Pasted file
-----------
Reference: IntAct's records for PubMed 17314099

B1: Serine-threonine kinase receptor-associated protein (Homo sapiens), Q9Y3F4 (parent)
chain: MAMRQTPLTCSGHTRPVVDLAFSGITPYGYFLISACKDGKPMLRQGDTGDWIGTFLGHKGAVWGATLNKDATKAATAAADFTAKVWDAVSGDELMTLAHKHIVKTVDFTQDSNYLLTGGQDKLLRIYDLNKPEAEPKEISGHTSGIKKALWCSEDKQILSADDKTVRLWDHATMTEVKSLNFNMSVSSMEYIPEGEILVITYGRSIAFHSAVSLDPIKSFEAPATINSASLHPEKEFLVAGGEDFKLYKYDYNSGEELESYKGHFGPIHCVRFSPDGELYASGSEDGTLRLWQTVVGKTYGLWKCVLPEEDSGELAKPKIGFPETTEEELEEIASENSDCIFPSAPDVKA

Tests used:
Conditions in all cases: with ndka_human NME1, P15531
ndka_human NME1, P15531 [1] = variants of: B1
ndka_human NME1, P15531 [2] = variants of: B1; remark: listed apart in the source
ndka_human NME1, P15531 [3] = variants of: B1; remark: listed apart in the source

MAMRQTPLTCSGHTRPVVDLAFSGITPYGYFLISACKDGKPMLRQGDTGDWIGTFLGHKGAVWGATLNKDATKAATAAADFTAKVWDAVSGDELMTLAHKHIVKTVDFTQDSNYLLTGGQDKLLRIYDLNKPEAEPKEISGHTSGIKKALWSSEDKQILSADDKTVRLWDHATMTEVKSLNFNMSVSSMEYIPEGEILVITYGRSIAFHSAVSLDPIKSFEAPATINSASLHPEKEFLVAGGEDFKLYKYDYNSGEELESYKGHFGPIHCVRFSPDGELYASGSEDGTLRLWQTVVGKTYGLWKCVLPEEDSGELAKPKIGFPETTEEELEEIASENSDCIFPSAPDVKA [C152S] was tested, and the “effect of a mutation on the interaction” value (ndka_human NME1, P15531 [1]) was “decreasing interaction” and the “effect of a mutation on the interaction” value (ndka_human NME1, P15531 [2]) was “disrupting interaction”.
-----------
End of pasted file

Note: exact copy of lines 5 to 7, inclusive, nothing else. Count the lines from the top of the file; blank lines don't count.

Conditions in all cases: with ndka_human NME1, P15531
ndka_human NME1, P15531 [1] = variants of: B1
ndka_human NME1, P15531 [2] = variants of: B1; remark: listed apart in the source